Ladoga (17 670 km2, 51 m), Onega (9670 km2, 30 m) and Vänern (5670 km2, 27 m) are the largest in this class, being also the three largest lakes in Europe. This group includes about 120 lakes with an area exceeding 100 km2. Most lakes of the boreal zone mix from top to bottom during two mixing periods each year. Shortening of the ice cover period will be the most obvious consequence of climate change in these lakes. This could improve the oxygen conditions in winter and spring.

Arctic lakes

These are mainly small water bodies in northern Scandinavian mountains and in the tundra region. Arctic lakes are generally considered to be particularly sensitive to environmental changes. Melting permafrost may seriously threaten the ecosystems of arctic lakes. In some cases the whole lake may disappear as a consequence of ground thaw and enhanced evaporation.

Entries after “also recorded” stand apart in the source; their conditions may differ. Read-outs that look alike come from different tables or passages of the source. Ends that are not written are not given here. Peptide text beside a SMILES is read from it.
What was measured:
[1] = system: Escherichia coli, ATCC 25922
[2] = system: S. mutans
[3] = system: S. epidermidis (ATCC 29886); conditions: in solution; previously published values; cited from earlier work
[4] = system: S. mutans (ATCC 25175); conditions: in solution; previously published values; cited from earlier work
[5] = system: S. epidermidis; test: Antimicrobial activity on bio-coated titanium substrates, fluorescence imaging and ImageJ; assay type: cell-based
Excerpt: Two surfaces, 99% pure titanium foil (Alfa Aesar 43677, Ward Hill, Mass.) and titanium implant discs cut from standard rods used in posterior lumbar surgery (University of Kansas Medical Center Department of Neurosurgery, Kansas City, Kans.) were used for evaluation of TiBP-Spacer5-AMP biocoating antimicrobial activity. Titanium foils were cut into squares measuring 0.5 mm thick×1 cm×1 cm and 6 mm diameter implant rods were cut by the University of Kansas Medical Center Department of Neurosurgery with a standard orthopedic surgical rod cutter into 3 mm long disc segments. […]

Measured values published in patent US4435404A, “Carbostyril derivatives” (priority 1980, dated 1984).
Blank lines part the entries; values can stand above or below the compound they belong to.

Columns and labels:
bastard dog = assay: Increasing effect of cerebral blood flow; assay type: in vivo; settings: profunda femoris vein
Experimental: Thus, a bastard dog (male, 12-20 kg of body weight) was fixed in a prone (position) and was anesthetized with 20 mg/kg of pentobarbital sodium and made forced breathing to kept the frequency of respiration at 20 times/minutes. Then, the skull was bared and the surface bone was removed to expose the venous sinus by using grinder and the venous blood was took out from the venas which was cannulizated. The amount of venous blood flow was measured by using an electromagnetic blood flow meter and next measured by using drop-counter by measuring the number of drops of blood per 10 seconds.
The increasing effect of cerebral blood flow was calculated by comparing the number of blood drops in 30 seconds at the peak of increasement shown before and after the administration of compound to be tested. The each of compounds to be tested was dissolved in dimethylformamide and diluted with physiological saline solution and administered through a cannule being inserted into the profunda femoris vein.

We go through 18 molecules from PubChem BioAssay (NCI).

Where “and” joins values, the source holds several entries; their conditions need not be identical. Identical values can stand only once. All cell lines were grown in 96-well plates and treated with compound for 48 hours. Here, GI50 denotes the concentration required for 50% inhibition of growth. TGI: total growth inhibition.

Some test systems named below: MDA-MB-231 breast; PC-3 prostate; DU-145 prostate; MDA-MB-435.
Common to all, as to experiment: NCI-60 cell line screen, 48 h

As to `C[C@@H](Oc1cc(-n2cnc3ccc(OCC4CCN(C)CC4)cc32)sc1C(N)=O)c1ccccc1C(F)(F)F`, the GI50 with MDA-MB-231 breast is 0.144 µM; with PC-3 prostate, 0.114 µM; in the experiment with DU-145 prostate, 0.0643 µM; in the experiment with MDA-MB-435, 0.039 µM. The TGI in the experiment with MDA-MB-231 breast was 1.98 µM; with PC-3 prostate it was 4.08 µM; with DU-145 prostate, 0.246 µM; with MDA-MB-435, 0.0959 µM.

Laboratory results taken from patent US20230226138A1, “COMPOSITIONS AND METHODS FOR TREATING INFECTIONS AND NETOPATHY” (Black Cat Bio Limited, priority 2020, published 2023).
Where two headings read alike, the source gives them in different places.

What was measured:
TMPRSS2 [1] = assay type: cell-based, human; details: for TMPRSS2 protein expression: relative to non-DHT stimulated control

Mountain lakes

To this class belong all high altitude lakes in central Europe and also those located in southern Scandinavia. Even if mountain lakes were connected by channels, physical and ecological constraints limit species migration between them. In a warming climate, there is no escape route; the only possibility for survival is adaptation.


In the northern part of Ukraine annual river runoff may rise by 15-25%; winter runoff will increase and spring runoff will decrease. In the southern and southeastern part of Ukraine annual river runoff may decrease by 30-50%. Both drought risk and the frequency and magnitude of extreme floods will increase (2).

The sectors that are most vulnerable to these changes are agriculture in the south and industry and households in the south and southeast. In the south and southeast, surface water quality will deteriorate (2).

Adaptation strategies

The Dnipro is the main river of Ukraine. The river fills water reservoirs that are used for several interests. When there is not enough water in these reservoirs, priorities are made. Four levels are discriminated (1):

  1. Zone of full provision. All consumers are provided with water without restrictions.
  2. Zone of economic consumption. All water consumers are provided with water in accordance with norms. Restrictions of auxiliary needs are introduced.